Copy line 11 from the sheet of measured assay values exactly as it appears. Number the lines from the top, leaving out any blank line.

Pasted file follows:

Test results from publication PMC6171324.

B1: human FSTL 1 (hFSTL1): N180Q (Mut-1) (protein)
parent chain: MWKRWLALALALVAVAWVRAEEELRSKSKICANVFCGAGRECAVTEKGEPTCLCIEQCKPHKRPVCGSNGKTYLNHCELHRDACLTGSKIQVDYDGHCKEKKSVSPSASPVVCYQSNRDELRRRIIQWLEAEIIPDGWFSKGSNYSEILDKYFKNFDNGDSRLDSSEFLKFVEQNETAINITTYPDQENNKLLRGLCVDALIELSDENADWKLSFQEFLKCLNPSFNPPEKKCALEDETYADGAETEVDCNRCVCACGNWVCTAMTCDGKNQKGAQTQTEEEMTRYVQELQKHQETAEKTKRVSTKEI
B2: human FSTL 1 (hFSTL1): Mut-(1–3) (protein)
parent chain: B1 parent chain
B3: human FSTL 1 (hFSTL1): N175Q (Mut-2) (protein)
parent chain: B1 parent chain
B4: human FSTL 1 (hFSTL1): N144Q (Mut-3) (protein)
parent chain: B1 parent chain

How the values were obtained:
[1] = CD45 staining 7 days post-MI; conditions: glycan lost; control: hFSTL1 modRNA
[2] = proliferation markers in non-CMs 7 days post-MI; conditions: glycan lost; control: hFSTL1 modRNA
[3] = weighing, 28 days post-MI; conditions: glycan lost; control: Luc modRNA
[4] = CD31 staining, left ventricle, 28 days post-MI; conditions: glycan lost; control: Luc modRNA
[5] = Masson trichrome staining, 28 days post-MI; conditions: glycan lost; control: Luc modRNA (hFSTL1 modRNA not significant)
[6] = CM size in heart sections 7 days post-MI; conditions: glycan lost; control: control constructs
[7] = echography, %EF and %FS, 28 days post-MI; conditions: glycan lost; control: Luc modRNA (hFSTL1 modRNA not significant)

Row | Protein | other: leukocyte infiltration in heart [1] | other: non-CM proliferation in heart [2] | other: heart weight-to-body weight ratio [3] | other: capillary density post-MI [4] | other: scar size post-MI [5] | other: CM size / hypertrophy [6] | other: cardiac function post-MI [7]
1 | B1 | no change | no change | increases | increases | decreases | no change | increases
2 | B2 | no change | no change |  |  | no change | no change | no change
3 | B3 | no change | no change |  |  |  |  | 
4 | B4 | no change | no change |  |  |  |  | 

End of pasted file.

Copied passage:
[1] = CD45 staining 7 days post-MI; conditions: glycan lost; control: hFSTL1 modRNA